Taiwan-based handset maker HTC has one thing to say to device-maker Asus: Get away and stay away.
In a statement to investors on Monday, HTC said that it not only has no interest in being acquired by Asus, but it wouldn't even consider such a a deal if ever presented the opportunity.
"We strongly deny the news," the company wrote in the statement. "We didn't contact Asusteck and will not consider the acquisition. As an international brand, HTC will continue to design world-class innovative smart devices through its pursuit of brilliance brand promise."
The statement comes after Asus Chairman Johnny Shih said on Friday at a shareholder meeting that he's, though the idea has not extended beyond the level of discussion. Asus CFO David Chang told Reuters on Friday in a follow-up statement that the chances of any deal happening would be slim, and that the topic has only been floated "internally."
Still, it was enough to ignite some speculation over the future at HTC. The company, which sells a range of smartphones and other devices around the world, has long built flashy handsets that have been generally well-received among reviewers. Consumers, however, have largely ignored the brand, opting instead for products from companies like Samsung and Apple.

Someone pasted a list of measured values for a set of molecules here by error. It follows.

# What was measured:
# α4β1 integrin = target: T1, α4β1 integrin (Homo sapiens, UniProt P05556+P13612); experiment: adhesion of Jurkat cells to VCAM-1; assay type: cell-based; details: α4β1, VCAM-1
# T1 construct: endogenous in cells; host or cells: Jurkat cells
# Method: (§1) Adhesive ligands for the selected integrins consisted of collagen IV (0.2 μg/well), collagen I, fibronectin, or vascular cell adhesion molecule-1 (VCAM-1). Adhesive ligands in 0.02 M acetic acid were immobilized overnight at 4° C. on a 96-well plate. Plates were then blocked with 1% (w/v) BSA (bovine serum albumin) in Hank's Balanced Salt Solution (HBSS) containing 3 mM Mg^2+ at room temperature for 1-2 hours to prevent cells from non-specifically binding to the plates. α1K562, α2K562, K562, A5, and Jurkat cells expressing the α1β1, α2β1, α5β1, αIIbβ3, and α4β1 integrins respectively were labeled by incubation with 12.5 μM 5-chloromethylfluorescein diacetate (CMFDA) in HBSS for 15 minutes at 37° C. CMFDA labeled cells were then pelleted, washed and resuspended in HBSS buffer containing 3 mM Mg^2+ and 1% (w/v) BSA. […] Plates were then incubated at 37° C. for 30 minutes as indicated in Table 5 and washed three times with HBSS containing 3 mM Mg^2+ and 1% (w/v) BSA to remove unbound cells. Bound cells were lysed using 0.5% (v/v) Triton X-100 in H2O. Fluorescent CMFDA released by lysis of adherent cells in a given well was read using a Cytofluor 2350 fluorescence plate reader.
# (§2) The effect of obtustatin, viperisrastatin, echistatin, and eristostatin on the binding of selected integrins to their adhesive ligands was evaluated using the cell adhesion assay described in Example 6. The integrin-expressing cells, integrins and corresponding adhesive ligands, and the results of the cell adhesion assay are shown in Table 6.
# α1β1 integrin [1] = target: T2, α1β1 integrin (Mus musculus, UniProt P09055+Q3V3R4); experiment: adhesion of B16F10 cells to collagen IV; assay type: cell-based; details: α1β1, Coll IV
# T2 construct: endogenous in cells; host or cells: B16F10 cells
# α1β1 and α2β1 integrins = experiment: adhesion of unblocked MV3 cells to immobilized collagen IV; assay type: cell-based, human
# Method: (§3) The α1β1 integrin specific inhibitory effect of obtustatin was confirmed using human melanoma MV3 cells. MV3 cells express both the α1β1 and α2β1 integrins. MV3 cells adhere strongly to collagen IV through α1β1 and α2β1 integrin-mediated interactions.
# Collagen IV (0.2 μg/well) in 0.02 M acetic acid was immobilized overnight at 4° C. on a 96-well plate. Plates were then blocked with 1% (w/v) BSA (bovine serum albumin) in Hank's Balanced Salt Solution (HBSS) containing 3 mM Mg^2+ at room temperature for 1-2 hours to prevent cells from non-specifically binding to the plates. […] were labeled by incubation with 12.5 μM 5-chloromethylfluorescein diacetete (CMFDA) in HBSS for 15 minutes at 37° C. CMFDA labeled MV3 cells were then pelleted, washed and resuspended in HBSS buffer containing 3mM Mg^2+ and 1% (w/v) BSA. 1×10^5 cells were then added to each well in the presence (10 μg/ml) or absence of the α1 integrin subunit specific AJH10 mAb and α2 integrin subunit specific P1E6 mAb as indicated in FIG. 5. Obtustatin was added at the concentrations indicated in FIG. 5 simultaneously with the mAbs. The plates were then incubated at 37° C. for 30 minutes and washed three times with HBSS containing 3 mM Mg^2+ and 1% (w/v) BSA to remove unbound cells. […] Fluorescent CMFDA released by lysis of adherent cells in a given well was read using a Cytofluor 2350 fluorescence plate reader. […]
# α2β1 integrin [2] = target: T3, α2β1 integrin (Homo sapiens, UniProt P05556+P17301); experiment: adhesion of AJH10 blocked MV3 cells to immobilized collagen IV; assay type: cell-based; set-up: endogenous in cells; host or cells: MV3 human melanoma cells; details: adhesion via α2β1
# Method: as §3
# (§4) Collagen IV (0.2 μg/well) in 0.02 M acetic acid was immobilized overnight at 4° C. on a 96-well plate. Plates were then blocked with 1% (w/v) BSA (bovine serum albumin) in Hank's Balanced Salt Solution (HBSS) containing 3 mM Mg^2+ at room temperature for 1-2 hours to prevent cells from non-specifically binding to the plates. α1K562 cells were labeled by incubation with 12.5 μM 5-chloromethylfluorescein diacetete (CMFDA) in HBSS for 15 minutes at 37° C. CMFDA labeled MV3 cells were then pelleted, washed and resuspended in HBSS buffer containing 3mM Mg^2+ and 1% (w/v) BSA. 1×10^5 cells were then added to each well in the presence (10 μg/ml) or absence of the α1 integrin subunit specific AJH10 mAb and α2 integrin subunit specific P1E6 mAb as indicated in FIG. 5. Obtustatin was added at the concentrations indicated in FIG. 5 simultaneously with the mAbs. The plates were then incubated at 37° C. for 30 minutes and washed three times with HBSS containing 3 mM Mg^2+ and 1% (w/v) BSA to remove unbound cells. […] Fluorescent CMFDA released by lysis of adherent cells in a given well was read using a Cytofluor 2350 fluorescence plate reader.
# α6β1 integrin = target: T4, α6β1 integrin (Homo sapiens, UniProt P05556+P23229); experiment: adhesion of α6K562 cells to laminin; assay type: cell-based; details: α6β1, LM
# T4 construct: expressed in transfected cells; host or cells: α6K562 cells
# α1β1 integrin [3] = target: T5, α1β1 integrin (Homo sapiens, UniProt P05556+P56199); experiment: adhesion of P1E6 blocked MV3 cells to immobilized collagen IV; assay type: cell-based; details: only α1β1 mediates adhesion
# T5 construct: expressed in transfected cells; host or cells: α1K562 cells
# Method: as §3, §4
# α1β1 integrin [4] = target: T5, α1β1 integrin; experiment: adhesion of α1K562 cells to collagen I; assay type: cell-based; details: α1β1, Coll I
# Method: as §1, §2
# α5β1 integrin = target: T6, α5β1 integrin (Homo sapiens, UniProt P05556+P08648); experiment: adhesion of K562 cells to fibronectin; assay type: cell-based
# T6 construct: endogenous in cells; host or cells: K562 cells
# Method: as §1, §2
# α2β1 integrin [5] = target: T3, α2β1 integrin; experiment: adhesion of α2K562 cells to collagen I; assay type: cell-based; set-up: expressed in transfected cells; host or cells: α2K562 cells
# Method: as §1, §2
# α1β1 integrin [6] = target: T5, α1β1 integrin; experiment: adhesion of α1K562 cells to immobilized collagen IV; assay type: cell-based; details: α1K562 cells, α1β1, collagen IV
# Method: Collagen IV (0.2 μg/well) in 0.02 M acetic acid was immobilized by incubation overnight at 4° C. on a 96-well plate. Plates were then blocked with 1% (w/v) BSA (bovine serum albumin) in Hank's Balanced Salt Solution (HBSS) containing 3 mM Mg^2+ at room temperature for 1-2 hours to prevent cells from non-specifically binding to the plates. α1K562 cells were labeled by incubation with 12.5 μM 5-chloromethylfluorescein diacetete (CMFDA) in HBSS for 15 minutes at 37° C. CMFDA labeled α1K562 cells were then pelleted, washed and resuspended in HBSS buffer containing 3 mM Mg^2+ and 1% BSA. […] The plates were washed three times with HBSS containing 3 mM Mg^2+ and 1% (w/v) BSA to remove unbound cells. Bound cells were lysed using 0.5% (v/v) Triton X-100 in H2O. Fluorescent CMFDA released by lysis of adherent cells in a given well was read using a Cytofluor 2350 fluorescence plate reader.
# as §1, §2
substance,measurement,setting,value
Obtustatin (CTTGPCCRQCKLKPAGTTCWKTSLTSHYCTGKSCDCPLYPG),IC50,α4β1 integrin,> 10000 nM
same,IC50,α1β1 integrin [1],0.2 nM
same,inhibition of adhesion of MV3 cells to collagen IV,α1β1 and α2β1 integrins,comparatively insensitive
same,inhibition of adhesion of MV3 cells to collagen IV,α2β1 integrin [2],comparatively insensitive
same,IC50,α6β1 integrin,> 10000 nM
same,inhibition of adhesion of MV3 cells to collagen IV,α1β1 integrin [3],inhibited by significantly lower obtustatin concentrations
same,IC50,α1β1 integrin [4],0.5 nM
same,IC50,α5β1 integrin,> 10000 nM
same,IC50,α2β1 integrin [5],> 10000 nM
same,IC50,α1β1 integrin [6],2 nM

The general lack of interest in HTC products has created a slew of issues for the company. In March, HTC announced that its chief executive Peter Chou would step down and chairwoman and co-founder Cher Wang would take the reins. A week later,, Jonah Becker, who was in the post for under a year.
Meanwhile, HTC's relative inability to compete with Apple, Samsung, Xiaomi and others has spawned financial issues. The company earlier this month announced that itfrom a range of $1.48 billion to $1.56 billion to $1.06 billion to $1.16 billion. The company also said that it would post a loss for the second quarter of 31 cents to 32 cents a share.
The financial news was the latest disappointment for the company's investors, who have watched the once-prominent brand become little more than a small fish trying to survive in the cutthroat smartphone market. Shares were down 20 percent early last week as investors took their cash and ran.
The comments made by Asus, which makes PCs, tablets, and smartphones, may have provided a glint of hope for those eyeing a turnaround at HTC. Asus is another Taiwan-based company and has the requisite cash and stock to make a deal happen. Judging by HTC's statement, however, it appears no amount of cash and stock would be enough for Wang and her team to consider a sale.
Shareholders seem pleased by HTC's stance: the company's shares are up 10 percent on Monday to NT$83.60 Taiwan dollars (approximately $2.70).
Asus did not immediately respond to a request for comment.